Starvation is a problem, where a process is perpetually denied necessary resources. Without those resources, the program can never finish its task. Starvation is related to deadlock. Deadlock occurs when two programs each hold resources the other needs to finish, and neither is willing to give them up. Starvation occurs when one program holds resources the other needs, but is unwilling to give them up.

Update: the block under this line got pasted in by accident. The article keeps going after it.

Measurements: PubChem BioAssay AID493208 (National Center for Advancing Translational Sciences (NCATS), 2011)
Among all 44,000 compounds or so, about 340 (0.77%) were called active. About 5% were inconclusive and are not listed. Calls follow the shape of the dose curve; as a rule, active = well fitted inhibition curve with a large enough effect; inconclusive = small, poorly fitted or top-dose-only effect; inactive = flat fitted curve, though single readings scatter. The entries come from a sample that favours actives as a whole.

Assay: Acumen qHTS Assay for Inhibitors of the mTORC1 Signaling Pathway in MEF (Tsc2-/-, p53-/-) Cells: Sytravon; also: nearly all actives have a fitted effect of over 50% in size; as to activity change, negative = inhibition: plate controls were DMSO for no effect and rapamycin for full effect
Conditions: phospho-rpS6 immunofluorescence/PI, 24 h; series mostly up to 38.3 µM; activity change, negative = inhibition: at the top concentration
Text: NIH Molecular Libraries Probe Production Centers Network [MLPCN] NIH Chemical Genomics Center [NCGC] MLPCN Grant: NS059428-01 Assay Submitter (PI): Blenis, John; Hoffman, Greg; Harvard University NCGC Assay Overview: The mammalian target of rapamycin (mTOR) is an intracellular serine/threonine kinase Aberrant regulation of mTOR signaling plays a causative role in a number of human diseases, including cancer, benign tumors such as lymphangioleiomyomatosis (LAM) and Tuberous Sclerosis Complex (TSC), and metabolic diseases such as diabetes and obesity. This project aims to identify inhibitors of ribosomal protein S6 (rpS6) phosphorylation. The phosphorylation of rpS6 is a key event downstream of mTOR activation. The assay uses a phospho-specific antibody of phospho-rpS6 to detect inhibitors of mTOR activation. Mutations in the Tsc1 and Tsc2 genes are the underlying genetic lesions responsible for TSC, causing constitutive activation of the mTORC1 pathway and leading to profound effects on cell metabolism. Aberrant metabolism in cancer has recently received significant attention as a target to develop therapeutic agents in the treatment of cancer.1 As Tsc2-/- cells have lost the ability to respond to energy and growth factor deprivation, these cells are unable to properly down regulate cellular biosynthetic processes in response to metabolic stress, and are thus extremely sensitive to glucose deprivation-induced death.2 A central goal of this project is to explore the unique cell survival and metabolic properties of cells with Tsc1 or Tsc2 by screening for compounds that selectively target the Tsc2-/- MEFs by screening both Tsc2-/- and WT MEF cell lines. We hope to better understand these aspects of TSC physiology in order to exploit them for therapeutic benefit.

Starvation describes a situation where a thread is unable to gain regular access to shared resources and is unable to make progress. This happens when shared resources are made unavailable for long periods by "greedy" threads. For example, suppose an object provides a synchronized method that often takes a long time to return. If one thread invokes this method frequently, other threads that also need frequent synchronized access to the same object will often be blocked. Starvation occurs when one thread cannot access the CPU because one or more other threads are monopolizing the CPU. In Java, thread starvation can be caused by setting thread priorities inappropriately. A lower-priority thread can be starved by higher-priority threads if the higher-priority threads do not yield control of the CPU from time to time.